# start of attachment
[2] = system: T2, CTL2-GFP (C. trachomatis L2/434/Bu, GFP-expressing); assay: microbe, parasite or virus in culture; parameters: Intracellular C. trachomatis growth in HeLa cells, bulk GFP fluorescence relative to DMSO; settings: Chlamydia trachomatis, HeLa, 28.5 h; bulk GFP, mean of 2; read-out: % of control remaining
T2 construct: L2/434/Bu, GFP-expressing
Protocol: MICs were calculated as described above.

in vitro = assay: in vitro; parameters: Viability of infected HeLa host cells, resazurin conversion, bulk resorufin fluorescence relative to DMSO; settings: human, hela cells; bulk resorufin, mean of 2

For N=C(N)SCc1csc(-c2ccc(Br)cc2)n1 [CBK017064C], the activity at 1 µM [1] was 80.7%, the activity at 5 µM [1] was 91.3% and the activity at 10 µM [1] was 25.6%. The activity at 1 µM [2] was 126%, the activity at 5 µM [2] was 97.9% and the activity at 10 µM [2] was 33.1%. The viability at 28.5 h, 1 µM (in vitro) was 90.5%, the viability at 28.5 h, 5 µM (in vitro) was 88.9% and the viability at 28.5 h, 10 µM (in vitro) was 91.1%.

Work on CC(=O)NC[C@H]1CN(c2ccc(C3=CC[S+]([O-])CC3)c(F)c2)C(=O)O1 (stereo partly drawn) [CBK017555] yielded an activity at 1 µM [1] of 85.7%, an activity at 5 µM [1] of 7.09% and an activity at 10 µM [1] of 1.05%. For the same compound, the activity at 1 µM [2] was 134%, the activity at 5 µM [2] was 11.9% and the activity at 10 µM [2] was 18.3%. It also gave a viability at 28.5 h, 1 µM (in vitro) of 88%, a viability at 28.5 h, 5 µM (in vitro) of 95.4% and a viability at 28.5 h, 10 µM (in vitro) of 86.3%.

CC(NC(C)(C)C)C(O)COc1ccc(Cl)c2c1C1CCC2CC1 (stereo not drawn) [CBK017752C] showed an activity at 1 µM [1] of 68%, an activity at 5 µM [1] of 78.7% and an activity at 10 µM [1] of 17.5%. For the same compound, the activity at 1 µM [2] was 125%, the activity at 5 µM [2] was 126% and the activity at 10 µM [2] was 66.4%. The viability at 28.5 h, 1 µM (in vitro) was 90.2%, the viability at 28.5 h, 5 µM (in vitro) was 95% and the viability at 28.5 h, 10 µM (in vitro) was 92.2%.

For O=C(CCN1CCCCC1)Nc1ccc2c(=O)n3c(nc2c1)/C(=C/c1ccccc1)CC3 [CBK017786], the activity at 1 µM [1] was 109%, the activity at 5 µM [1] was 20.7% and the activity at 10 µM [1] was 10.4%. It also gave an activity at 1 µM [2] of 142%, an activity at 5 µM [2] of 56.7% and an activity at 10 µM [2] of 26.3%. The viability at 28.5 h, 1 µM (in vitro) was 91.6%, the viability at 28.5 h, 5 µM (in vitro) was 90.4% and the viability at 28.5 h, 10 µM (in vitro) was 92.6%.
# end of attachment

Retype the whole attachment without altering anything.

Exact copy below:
[2] = system: T2, CTL2-GFP (C. trachomatis L2/434/Bu, GFP-expressing); assay: microbe, parasite or virus in culture; parameters: Intracellular C. trachomatis growth in HeLa cells, bulk GFP fluorescence relative to DMSO; settings: Chlamydia trachomatis, HeLa, 28.5 h; bulk GFP, mean of 2; read-out: % of control remaining
T2 construct: L2/434/Bu, GFP-expressing
Protocol: MICs were calculated as described above.

in vitro = assay: in vitro; parameters: Viability of infected HeLa host cells, resazurin conversion, bulk resorufin fluorescence relative to DMSO; settings: human, hela cells; bulk resorufin, mean of 2

For N=C(N)SCc1csc(-c2ccc(Br)cc2)n1 [CBK017064C], the activity at 1 µM [1] was 80.7%, the activity at 5 µM [1] was 91.3% and the activity at 10 µM [1] was 25.6%. The activity at 1 µM [2] was 126%, the activity at 5 µM [2] was 97.9% and the activity at 10 µM [2] was 33.1%. The viability at 28.5 h, 1 µM (in vitro) was 90.5%, the viability at 28.5 h, 5 µM (in vitro) was 88.9% and the viability at 28.5 h, 10 µM (in vitro) was 91.1%.

Work on CC(=O)NC[C@H]1CN(c2ccc(C3=CC[S+]([O-])CC3)c(F)c2)C(=O)O1 (stereo partly drawn) [CBK017555] yielded an activity at 1 µM [1] of 85.7%, an activity at 5 µM [1] of 7.09% and an activity at 10 µM [1] of 1.05%. For the same compound, the activity at 1 µM [2] was 134%, the activity at 5 µM [2] was 11.9% and the activity at 10 µM [2] was 18.3%. It also gave a viability at 28.5 h, 1 µM (in vitro) of 88%, a viability at 28.5 h, 5 µM (in vitro) of 95.4% and a viability at 28.5 h, 10 µM (in vitro) of 86.3%.

CC(NC(C)(C)C)C(O)COc1ccc(Cl)c2c1C1CCC2CC1 (stereo not drawn) [CBK017752C] showed an activity at 1 µM [1] of 68%, an activity at 5 µM [1] of 78.7% and an activity at 10 µM [1] of 17.5%. For the same compound, the activity at 1 µM [2] was 125%, the activity at 5 µM [2] was 126% and the activity at 10 µM [2] was 66.4%. The viability at 28.5 h, 1 µM (in vitro) was 90.2%, the viability at 28.5 h, 5 µM (in vitro) was 95% and the viability at 28.5 h, 10 µM (in vitro) was 92.2%.

For O=C(CCN1CCCCC1)Nc1ccc2c(=O)n3c(nc2c1)/C(=C/c1ccccc1)CC3 [CBK017786], the activity at 1 µM [1] was 109%, the activity at 5 µM [1] was 20.7% and the activity at 10 µM [1] was 10.4%. It also gave an activity at 1 µM [2] of 142%, an activity at 5 µM [2] of 56.7% and an activity at 10 µM [2] of 26.3%. The viability at 28.5 h, 1 µM (in vitro) was 91.6%, the viability at 28.5 h, 5 µM (in vitro) was 90.4% and the viability at 28.5 h, 10 µM (in vitro) was 92.6%.